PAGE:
Vanishing Point A Bookand Websiteby Ander Monson




It's an obsession. As I'm editing this book I keep seeing my editor instructing me to uncapitalize cardinal directions. I have no problem with lowercasing south or east or west, but my heart resists dropping the cap from North. I know it's wrong, against traditional style, but when I think north I think North, like a magnetic pull back there, a bodily or maybe spiritual need towards a kind of homecoming. But then when I come back North I feel alien, too, like this is not me, even though it is in me, obviously, like a virus, or like iron filings slowly pulling my body fluids in one direction. Iron is, after all, plentiful in the blood, and the blood directs us, sustains us.

It's unusual, maybe, in this age of decoupling our selves and consciousnesses from the natural landscape, to continue referring to directionality as much as I seem to do. After all, this isn't orienteering. It's not Boy Scouts. Does it matter what's North of what, what's southeast of something else, which way I'm driving on Sunrise Drive with the mountains on every side of me? Not really. And after all I have my GPS and you have your GPS and your Google Maps, and so why clutter our brains up with that sort of useless information when it could be better used for movie trivia or the plots of obscure literary novels, or to encode the full text of long oral poems, the stuff of heritage and lineage?

Still I have this urge for directionality. I think of my life and motions in terms of directionality. From North in Michigan far east to Riyadh, Saudi Arabia, then back to Michigan, road tripping out east to Pittsburgh to visit a friend from school whom I was interested in romantically, at least theoretically, and to scope out Carnegie Mellon, and to lightly rear-end some idiot in Pittsburgh and drive the hell away from that in my father's Aerostar, then back to Michigan along interstates littered with jackknifed semi trucks and other, sadder cars, southwest to Illinois for school, then west to Iowa for school, then south to Alabama for school, then back to Michigan for work, now southwest to Arizona for work. I do think of my life as map. It's hard not to think of it for me. All of these places coexist in my mind with the sense of being a Northerner, of being from a place that's close to as far North as you can get in the continental United States.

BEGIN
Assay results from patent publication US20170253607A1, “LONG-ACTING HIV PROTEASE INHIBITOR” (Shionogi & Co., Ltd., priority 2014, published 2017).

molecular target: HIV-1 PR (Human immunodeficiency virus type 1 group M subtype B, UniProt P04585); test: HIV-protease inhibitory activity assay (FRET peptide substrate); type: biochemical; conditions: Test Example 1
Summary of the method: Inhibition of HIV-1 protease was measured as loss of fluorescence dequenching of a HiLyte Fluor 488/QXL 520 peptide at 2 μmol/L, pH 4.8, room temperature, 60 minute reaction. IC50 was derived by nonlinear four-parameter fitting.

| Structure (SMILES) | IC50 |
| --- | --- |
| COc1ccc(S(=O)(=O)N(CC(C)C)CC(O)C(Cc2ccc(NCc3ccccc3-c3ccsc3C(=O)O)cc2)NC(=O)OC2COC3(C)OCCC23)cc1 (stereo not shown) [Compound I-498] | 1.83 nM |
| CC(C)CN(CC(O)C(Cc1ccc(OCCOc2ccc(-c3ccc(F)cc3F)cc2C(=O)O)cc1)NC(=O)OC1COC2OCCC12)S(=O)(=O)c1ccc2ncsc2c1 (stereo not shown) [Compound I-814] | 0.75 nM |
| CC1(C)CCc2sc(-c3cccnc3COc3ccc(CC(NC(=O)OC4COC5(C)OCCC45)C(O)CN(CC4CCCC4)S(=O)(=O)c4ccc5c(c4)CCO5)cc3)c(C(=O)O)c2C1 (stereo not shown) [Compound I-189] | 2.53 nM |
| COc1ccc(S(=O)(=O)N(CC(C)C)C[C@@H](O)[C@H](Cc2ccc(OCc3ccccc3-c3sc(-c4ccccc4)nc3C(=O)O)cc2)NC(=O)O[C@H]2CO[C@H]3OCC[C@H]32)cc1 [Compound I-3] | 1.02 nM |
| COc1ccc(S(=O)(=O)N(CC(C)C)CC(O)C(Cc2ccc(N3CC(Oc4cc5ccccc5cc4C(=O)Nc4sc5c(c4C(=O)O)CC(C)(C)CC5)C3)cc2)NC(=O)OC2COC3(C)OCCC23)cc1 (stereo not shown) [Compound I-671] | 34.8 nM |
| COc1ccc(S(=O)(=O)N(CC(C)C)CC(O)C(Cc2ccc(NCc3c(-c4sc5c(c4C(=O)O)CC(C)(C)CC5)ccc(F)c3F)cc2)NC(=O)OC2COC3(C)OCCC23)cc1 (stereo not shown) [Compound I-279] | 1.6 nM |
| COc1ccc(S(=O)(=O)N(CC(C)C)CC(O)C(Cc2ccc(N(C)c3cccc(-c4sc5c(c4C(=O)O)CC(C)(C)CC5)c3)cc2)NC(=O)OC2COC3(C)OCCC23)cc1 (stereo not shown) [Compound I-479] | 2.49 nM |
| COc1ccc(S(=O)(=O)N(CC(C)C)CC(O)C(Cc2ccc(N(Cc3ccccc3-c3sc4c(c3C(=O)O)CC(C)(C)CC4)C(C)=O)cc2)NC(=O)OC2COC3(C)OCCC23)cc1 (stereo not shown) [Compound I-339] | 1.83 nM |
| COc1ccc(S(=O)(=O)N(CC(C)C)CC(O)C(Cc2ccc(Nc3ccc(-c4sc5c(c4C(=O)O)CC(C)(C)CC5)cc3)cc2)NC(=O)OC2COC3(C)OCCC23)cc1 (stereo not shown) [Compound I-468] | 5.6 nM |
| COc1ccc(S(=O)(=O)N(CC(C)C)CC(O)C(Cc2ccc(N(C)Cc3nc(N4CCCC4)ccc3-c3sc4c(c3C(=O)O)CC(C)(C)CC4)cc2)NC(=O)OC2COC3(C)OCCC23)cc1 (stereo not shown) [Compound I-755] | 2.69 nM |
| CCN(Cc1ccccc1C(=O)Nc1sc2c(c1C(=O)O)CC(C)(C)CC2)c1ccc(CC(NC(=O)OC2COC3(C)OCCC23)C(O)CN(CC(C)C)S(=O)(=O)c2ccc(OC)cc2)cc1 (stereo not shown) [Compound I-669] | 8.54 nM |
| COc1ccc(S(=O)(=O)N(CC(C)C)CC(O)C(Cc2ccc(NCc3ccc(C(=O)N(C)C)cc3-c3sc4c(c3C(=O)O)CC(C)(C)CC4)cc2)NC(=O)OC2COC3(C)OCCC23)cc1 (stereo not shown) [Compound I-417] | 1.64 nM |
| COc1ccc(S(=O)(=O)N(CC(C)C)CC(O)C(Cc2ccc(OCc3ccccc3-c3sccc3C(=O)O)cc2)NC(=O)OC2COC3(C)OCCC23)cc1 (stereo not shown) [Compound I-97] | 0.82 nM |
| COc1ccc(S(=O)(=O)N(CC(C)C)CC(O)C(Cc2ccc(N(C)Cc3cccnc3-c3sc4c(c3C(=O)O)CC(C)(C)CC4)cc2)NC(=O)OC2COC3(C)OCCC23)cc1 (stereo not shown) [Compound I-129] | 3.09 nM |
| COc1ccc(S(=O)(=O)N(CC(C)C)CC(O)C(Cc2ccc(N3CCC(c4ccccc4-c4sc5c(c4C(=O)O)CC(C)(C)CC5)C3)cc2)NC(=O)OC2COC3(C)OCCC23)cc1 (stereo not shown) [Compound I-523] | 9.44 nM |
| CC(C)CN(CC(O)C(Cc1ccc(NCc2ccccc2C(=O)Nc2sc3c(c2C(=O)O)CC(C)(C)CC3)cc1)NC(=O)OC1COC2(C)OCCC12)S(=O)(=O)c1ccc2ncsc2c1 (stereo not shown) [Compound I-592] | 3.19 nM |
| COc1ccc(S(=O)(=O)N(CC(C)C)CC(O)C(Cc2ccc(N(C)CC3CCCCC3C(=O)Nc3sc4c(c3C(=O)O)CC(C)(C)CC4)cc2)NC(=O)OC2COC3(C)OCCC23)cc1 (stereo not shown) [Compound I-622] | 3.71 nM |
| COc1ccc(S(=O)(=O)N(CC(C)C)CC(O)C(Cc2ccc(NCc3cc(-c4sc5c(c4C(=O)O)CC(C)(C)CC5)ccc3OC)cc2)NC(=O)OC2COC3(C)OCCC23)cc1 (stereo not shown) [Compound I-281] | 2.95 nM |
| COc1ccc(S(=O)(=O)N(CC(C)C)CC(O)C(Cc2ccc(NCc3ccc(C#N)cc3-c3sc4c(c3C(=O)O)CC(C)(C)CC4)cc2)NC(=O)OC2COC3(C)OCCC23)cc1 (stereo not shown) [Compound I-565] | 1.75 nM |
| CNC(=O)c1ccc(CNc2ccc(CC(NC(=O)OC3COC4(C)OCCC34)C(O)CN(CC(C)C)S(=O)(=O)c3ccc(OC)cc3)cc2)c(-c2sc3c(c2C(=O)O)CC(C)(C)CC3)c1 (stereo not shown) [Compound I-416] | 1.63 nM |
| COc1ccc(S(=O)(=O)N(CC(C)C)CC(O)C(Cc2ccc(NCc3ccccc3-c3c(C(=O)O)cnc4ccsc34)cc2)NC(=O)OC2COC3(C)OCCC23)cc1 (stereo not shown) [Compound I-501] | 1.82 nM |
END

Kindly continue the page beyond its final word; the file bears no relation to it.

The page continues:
Everyone who grows up on a border must feel this way. Maybe not if the border is the sea. I can't speak for them. But my friends who grew up on the US-Mexico border have a profound sense of betweenness, of border fever, as I do. All of us borderers, we are from the cusp, our brains part edge.

Yet my editor is Northern also. Lives North. Works North. Possibly she is not from the North which is what I am arguing should make the difference. She should understand this. I could fight her over this. Maybe I will fight her over this, and this note will serve as an explanation, a mea culpa, a position paper to make it clear that North is intentional and not her fault (she is a fine woman and editor and does not deserve your disparaging thoughts or my own). And while I am generally up for correctness, this is one of those times to stand up for meaningful anomaly.